The ancient city of Doliche, where our excavation takes place, sits on one of the many hills, which define the landscape around the modern village of Dülük. While we are working throughout the week the whole day in the field or the house, the weekends offer some free time to explore the region even more. We already made a few trips to e.g. Göbeklitepe, Epiphaneia, Hierapolis, Karatepe or Zeugma, which took us hours driving through the plains and hills of south-eastern turkey, but you don’t have to take the car to have a look in to the ancient past: Let’s take a walk through Dülük!
The landscape is barren and rocky. Narrow goat paths wind their way through the hills. The first stop are the rock tombs and rock churches in the hills in and around the modern village, that is partly placed on the former necropolis of Doliche. Although we have a map with us, it is not easy to find them at first. They are located beneath small rock ledges, and it could happen that you don’t see them, even whilst standing directly above.
Inside the tombs, the air is cold, and the visibility is poor. Each tomb’s construction is different, but most of the time they consist of several chambers, that build one big room. Those chambers are entirely carved into the bedrock and are often filled with rich floral ornaments to honour the dead that lay in arched niches or stone chests.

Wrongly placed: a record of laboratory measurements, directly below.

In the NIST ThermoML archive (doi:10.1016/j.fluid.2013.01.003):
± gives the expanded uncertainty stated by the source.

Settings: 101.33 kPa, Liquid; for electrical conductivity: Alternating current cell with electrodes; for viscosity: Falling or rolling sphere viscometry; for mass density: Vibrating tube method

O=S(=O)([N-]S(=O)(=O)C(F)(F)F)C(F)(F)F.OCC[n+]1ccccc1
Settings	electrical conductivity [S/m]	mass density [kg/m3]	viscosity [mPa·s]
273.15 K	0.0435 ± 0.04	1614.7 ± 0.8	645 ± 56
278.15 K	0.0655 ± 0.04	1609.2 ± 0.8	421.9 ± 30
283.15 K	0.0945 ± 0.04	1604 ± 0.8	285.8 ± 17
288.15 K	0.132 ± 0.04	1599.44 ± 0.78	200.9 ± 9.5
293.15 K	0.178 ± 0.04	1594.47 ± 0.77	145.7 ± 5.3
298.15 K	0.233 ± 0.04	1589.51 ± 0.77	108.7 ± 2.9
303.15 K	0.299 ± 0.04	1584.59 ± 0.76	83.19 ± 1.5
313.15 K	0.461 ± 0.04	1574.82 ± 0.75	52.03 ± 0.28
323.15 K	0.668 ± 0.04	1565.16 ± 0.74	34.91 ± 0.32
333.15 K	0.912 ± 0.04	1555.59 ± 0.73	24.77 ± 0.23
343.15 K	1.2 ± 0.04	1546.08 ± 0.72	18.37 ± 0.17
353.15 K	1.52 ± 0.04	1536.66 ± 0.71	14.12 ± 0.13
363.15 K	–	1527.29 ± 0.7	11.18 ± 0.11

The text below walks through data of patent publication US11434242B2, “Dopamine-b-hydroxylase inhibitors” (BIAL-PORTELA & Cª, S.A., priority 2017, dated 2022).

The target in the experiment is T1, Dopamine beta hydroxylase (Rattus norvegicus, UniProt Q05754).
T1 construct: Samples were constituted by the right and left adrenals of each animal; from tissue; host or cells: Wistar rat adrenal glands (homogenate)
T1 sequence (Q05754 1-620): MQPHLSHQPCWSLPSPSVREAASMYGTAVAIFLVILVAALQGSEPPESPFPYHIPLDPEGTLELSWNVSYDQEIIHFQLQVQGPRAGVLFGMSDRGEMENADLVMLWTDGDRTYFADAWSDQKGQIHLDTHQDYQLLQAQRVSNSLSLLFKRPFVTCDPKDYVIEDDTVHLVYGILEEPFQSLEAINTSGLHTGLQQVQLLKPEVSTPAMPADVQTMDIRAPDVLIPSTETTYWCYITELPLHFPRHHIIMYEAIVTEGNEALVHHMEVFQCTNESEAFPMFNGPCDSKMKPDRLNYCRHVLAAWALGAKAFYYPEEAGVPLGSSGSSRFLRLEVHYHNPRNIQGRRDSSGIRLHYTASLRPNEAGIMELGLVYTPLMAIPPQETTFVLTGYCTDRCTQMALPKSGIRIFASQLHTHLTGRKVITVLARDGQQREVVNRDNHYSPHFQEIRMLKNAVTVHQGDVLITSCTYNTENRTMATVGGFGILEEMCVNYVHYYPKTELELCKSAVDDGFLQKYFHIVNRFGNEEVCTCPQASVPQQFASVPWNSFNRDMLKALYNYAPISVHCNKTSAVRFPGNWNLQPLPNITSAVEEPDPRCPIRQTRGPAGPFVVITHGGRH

A very special rock tomb is located in the centre of the modern village and offers an even better insight into the art of rock carving. This tomb has a hexagonal layout and is filled with lots of ornamental and figurative decoration. Across the entrance, a well elaborated relief depicting a scene from the greek underworld is preserved. We can see the god Hermes leading a winged female, symbolizing “the dead soul”, into the realms of Hades.
In contrast to the last tomb, the Christianization of the urban area of Doliche is still witnessed by two rock churches located in the hills. They were built between the sixth and ninth centuries AD. The rock tombs that already existed in these places were architecturally and religiously transformed to be used in a new way. Rich ornamental decoration gives a vivid view and the rooms partly have vaults carved into the ceiling, beneath which you can see remains of lost columns. Except from one little green fella, the once religious halls are now completely abandoned.
Heading east from the rock tombs and into the centre of Dülük we aim for a quarry, which was used to cut stone not only in antiquity but also up to modern times. The impressive scenery looks just like a set from your favourite Indiana Jones movie.
We climb around the rocks, but are too afraid to crawl through an ancient water tunnel that would lead hundreds of meters through the rocks beneath Dülük. It seems that this task is up to the local kids as a test of courage, since the tunnel is – except from its few and hard to reach entries – completely dark and filled with moist air.
After giving up trying to follow the local kids jumping around the rocks, we leave the quarry and turn southwards towards our excavation house. After a long afternoon getting to know the history of our temporary home base, we are quite exhausted and ready for a hot shower.
Written by: Miriam Hanitzsch & Benedikt Wilhelm